Mozart’s first great opera, Idomeneo, is not often performed, and perhaps it’s better that way. It should be seen as a festival work, celebrating qualities that we rarely reflect on, but are of the utmost importance. In his fine essay on the opera, David Cairns writes that it encompasses ‘love, joy, physical and spiritual contentment, stoicism, heroic resolution; the ecstasy of self-sacrifice, the horrors of schizophrenia, the agonising dilemma of a ruler trapped in the consequences of his actions; mass hysteria, panic in the face of an unknown scourge, turning to awe before the yet more terrible reality; the strange peace that can follow intense grief. Idomeneo, finally, moves us because it holds out the possibility of human nobility in a context of unblinking psychological truth.’
For the contemporary opera director such words must seem very quaint: certainly for Martin Kusej, who directs the new Royal Opera production, and who presents Idomeneo as a work about regime change. Idomeneo is the king who has made the terrible vow to kill the first living thing he sees, doomed to kill his own son, whom he loves. Kusej presents him as a vicious tyrant who is only too eager to get rid of his more democratically minded heir, and who also fancies his son’s beloved, Ilia. And so on. The plot is systematically twisted and undermined, with the help of mendacious surtitles and projected stage directions, so that it becomes increasingly incoherent.
One thing that that shows is that Kusej hasn’t listened to Idomeneo’s music. The idiom of this, Mozart’s (to my mind) only wholly successful opera seria, is elevated, sometimes even earnest, and the idea that some of the characters are singing sweetly to conceal their poisonous intentions can gain no purchase. With the revolving grey and black set, characters disappearing through apertures (rather similar to ENO’s Figaro, as it happens), a troop of young boys in gym kit lining up to listen to Elettra’s first aria, and so forth, nothing much can gain a purchase; the spectator is left asking, even more often than in most contemporary productions, Why? What does that mean? Why does a dead shark appear in the middle of Act I? Why is Arbace, Idomeneo’s confidant, equipped with an accordion which he mercifully doesn’t play, and opaque spectacles? Maybe the answer to these and any other questions one has is meant to be found in the final tableau, where the words ‘Utopias fade, rebellions decay, the rulers remain’, more appropriate to Musorgsky than to Mozart, are projected on to the drop-curtain.
Fortunately, it was one of those evenings where I was able to separate my anger and distaste for the production from the musical performance, which I found for the most part enthralling, perhaps because it is too long since I last heard this masterpiece. Mark Minkowski gave an incisive account of the Overture, and never let up on the tension, which can easily happen in some of the reflective arias. He had a fine if not great set of singers, of whom the star was the Ilia of Sophie Bevan, moving as an actress and in wonderful voice. Her father-in-law to be, Idomeneo, is in the same class: Matthew Polenzani is one of the finest non-glamorous tenors around. More controversial is the Idamante of Franco Fagioli, not the voice one would introduce someone to if trying to convert them to the sound of the counter-tenor, but a passionate performer whose idiosyncrasies are worth adjusting to. Malin Byström, power-dressed and cliché-doused as Elettra, didn’t carry the guns of the greatest performers of the part, while Stanislas de Barbeyrac sang Arbace’s second aria better than anyone I have heard. Do see if there are any tickets left facing away from the stage.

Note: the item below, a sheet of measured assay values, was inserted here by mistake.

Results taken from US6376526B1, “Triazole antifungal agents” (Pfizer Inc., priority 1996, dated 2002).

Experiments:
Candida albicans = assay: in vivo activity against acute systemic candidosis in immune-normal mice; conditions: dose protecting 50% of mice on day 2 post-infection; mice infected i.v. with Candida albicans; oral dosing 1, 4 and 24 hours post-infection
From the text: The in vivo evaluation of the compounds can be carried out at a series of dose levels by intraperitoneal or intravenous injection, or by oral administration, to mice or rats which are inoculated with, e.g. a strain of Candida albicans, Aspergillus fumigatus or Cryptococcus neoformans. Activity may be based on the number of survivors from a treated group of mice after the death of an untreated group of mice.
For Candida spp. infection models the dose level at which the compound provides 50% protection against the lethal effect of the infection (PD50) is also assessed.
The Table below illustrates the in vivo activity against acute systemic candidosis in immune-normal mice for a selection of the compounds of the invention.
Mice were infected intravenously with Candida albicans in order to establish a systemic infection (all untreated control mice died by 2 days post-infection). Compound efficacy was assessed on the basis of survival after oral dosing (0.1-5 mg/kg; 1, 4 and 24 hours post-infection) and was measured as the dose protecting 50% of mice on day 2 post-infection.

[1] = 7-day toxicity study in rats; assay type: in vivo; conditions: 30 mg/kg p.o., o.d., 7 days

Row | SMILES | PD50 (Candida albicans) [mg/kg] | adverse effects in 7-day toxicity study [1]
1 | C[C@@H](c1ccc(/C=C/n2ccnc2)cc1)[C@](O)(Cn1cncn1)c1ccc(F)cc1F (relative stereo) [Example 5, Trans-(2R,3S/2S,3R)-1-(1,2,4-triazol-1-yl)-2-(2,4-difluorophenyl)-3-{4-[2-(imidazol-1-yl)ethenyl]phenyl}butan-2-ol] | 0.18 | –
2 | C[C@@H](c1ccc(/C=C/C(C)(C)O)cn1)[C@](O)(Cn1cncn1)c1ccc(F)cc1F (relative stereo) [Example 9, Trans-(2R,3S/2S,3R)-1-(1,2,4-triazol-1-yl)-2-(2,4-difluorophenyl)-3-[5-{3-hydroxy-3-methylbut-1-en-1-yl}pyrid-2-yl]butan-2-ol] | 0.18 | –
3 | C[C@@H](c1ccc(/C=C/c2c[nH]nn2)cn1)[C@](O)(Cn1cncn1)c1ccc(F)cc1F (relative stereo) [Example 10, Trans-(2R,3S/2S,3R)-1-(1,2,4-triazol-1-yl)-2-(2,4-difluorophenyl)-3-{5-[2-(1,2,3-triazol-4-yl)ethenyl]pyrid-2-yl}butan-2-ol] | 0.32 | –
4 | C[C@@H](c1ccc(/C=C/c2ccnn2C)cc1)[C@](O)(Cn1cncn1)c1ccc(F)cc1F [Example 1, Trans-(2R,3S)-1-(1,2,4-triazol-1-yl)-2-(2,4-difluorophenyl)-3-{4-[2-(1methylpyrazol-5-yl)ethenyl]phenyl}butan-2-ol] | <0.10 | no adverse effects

The next evening Donizetti’s Les Martyrs was given in a concert performance to a packed Royal Festival Hall — an extraordinary indication of the changes in operatic fashion. The performance came after intensive recording sessions of the work for Opera Rara, and was extremely confident and polished. It was conducted, and presided over, by Mark Elder, with all the fervour of the convert. Quite a proportion of the very long evening was devoted to multiple bows from the soloists after individual numbers — not to be encouraged if we are to take Donizetti as dramatist seriously. Les Martyrs is the gallicised version of Poliuto, best known for the live performance in which Callas and Corelli star. Forgetting, or trying to forget them, I can’t feel that Les Martyrs improves on Poliuto, especially if the best bits of the revised score are back-transferred to its predecessor. Like everyone else, Donizetti wanted success as a purveyor of Parisian grand opéra, and that involves inflation and redundancy. Admittedly, the Overture is strange, beginning with a long passage for four bassoons, but is it good?
I don’t have space to enumerate the virtues of the soloists or to go into detail about the excellence of the Orchestra of the Age of Enlightenment. If I’m to be invidious, then Michael Spyres as Polyeucte provided the biggest thrills of the evening. Until the CDs appear, I would recommend the live recording from Bergamo in 1975 (not the Venice performance in 1978), with Leyla Gencer, supreme Donizetti soprano, as Pauline.